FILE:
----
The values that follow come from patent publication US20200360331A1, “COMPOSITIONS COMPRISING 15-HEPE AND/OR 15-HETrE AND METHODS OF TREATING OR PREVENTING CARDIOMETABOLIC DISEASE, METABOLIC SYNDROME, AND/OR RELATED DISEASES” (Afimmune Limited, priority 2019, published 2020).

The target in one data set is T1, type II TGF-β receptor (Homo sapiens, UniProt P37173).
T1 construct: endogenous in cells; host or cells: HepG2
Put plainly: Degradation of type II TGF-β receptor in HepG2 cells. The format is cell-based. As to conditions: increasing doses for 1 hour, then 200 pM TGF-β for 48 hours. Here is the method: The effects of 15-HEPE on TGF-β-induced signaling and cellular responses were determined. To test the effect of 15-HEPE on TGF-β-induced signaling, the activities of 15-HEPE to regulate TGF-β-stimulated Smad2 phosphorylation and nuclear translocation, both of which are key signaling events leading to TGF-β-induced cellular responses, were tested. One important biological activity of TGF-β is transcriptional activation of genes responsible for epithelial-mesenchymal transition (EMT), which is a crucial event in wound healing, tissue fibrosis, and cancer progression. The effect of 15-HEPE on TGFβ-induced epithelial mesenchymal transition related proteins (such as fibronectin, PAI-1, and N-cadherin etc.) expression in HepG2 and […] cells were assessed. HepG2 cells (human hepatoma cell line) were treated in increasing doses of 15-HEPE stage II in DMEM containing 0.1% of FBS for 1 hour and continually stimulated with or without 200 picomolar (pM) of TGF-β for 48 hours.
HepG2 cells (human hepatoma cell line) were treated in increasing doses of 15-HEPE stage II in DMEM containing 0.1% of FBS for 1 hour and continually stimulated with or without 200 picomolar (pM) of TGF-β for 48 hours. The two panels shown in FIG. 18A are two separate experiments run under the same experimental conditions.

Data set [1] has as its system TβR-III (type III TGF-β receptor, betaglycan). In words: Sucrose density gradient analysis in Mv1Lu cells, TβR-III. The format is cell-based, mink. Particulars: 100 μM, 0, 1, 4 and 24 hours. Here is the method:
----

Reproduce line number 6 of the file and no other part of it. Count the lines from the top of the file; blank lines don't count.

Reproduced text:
Data set [1] has as its system TβR-III (type III TGF-β receptor, betaglycan). In words: Sucrose density gradient analysis in Mv1Lu cells, TβR-III. The format is cell-based, mink. Particulars: 100 μM, 0, 1, 4 and 24 hours. Here is the method: